Program removes thousands of horses

The tribal horse removal program is in its fifth year. During that time, the program has removed thousands of excess and unwanted horses from the reservation.

“If the horse removal program was not implemented in 2011, there would be an estimated 11,628 horses on the reservation today,” said Jason Smith, director of tribal Range and Ag. Instead, there are now 3,886, a difference of 7,742 horses.

Smith and Bobby Brunoe, Branch of Natural Resources general manager, gave an update on the horse removal project last week to Tribal Council.

Without the horse removal program, the number of excess horses on the reservation would be 23,388 by 2020, according to the Range and Ag estimate.

The near-term goal for the program is to remove another 1,000 horses from the reservation, during 2016-17, then level off horse removal to about 350 per year. This would reduce the reservation horse population to about 1,500, a manageable number, Smith said.

For comparison, the Yakama Nation has no removal program, and there are 20,000 horses on the Yakama Reservation, causing serious environmental damage.

The Tribal Council stated their continued support for the removal program, as a way to greatly improve fish, deer, elk, other wildlife and native plant habitat on the reservation.

Another benefit has been the creation of dozens of jobs, said Tribal Councilman Ron Suppah.

An aspect of the reservation horse problem began in 2006, when the federal government stopped funding for horsemeat inspection.

“Since then the horse market has been flooded, and the prices for all horses have dropped dramatically,” Jason said. “The consequences of this policy change have been devastating, both economically and environmentally, to tribal nations throughout the country.”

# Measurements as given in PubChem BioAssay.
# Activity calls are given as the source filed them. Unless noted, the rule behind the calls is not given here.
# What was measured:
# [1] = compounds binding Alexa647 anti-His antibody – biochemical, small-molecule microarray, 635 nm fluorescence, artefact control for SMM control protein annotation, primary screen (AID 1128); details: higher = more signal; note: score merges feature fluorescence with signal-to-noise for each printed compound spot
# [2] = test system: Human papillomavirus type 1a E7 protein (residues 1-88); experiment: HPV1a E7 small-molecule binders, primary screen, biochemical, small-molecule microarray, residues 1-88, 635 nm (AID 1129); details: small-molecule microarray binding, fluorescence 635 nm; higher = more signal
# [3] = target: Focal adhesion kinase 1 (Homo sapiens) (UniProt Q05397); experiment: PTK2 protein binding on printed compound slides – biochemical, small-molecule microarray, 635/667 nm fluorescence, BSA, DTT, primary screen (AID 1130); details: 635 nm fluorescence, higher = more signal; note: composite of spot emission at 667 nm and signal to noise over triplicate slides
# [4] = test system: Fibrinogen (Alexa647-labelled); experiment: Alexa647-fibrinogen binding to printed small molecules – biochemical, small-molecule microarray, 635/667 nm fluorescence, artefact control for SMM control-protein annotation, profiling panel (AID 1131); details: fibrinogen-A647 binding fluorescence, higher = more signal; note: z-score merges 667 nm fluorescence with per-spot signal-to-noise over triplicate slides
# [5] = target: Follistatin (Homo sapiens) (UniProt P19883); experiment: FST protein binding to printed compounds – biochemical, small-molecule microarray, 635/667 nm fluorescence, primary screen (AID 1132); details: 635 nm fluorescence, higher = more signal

Another unintended consequence of the federal policy is increased neglect and abandonment of horses, he said.

According to a report by the Government Accountability Office: “Clearly, the cessation of domestic slaughter has had unintended consequences, most importantly perhaps, the decline in horse welfare in the U.S.”

So instead of protecting horses, the federal policy has had the opposite effect.

Bobby Brunoe said an issue to keep an eye on is the idea to ban the exporting of horses from the U.S. for slaughter purposes. This would be a disaster for tribal lands, as well as federal lands that deal with the same horse problem, he said.

The horse removal program is funded through the settlement money the tribes received in a natural resources lawsuit against the federal government. The money was ear-marked for horse population control.

Warm Springs is a leader in the National Tribal Horse Coalition, representing five tribes. The NTHC gives a unified voice to the tribes in advocating for the reasonable management of horse populations on reservations.

The National Congress of American Indians, and the Affiliated Tribes of Northwest Indians have both endorsed the efforts of the horse coalition.

The report last week to Tribal Council also included letters of support from Jonathan Treasure, tribal Hydrologist and Climate Change Program coordinator, and Brad Houslet, Fisheries Department manager.